One of the world’s leading voices condemning meat consumption is the United Nations. In 2018 it bestowed one of its “Champions of the Earth” awards to Patrick O. Brown of Impossible Foods and Ethan Brown of Beyond Meat. The awards follow and buttress UN Environment Programme claims that “our use of animals as a food-production technology has brought us to the verge of catastrophe.”
Both Browns insist that, because “the destructive impact of animal agriculture on our environment far exceeds that of any other technology on Earth, there is no pathway to achieve the Paris climate objectives without a massive decrease in the scale of animal agriculture.”
The anti-meat campaign has hit other top echelons of the UN. Christiana Figueres, former executive secretary of the UN Framework Convention on Climate Change, recently stated her hope that restaurants of the future will “treat carnivores the same way that smokers are treated [today]. If they want to eat meat, they can do it outside the restaurant.” But not the way they’re treating meat at COP-25 in Madrid.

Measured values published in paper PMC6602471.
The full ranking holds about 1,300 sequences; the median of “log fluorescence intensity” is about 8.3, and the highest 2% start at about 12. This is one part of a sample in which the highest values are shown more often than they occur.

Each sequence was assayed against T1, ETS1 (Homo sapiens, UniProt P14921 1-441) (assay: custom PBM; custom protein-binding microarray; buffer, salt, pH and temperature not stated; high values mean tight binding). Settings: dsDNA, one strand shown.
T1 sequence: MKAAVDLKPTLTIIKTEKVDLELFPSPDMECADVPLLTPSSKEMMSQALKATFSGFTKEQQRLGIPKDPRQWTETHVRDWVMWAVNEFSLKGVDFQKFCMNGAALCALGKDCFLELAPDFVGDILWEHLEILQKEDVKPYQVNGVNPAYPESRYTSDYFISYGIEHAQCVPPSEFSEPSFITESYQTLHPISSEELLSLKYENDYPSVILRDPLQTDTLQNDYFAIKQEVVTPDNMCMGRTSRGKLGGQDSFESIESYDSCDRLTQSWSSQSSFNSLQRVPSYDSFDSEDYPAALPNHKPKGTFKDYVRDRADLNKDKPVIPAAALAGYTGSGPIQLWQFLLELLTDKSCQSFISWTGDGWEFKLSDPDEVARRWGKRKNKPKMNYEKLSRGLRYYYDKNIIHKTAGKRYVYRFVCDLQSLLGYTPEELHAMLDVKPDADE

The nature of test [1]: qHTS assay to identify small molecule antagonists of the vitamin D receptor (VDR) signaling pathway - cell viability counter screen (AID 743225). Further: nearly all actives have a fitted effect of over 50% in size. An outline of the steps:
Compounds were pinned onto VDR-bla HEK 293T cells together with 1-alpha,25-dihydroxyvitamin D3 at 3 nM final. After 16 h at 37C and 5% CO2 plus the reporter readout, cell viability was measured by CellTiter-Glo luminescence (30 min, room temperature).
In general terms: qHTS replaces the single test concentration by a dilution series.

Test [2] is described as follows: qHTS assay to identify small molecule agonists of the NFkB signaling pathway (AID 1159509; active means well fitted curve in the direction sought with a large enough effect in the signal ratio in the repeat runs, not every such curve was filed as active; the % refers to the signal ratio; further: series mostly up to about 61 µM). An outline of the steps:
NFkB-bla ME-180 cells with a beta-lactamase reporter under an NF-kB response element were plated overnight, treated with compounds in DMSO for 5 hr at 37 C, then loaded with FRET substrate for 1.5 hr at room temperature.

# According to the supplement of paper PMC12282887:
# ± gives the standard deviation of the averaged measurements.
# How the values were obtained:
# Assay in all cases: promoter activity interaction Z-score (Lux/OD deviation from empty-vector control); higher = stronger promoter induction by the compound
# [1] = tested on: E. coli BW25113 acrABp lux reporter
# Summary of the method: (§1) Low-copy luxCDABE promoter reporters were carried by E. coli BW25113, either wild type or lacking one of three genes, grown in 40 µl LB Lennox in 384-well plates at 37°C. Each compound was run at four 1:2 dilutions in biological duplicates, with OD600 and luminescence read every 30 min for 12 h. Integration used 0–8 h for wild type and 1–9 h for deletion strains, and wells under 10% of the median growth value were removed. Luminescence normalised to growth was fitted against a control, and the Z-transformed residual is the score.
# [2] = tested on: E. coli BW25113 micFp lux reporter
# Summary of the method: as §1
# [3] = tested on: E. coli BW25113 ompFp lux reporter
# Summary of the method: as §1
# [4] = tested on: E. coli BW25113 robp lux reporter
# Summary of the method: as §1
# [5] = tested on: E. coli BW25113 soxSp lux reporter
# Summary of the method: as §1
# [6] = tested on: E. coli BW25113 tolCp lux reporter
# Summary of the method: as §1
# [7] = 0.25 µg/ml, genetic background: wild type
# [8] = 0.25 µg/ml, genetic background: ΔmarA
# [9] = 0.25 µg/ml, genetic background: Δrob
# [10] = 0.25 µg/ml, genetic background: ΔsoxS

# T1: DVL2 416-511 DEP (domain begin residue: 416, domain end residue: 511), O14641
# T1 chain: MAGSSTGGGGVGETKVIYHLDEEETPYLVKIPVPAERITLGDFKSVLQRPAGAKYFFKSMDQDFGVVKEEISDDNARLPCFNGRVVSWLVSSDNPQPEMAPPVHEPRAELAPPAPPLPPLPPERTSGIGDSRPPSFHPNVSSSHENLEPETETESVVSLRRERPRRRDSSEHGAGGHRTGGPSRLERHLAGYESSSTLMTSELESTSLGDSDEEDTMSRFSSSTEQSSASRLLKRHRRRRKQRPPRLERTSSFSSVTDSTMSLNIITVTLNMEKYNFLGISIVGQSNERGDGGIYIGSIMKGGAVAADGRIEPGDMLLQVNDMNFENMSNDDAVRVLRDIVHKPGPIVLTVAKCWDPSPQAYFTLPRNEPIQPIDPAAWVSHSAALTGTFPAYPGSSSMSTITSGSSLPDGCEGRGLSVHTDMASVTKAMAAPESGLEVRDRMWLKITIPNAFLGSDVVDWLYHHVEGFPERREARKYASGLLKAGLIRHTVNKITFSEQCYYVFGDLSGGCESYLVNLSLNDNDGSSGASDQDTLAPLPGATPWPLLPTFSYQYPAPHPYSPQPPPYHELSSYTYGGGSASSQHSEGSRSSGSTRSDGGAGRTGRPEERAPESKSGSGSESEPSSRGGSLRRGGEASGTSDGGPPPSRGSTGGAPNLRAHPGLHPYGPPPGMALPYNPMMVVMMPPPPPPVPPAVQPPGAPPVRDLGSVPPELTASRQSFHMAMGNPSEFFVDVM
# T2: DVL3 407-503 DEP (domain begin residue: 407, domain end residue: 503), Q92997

The UN is also touting a “study,” published in the journal Nature, which claims that “huge reductions in meat eating are essential to avoid dangerous climate change.” The authors implore western countries to cut their beef consumption by 90 percent.
Then in almost its next breath, the UN hosts yet another gala affair and lavish meals at 5-star hotels in Bali, Brazil and other lovely locations, attended by countless thousands of activists, bureaucrats, reporters and politicians. Why should these ruling elites have to worry about “carbon footprints” and rules they promulgate for the rest of us, the world’s unwashed masses, who will comply or face the consequences?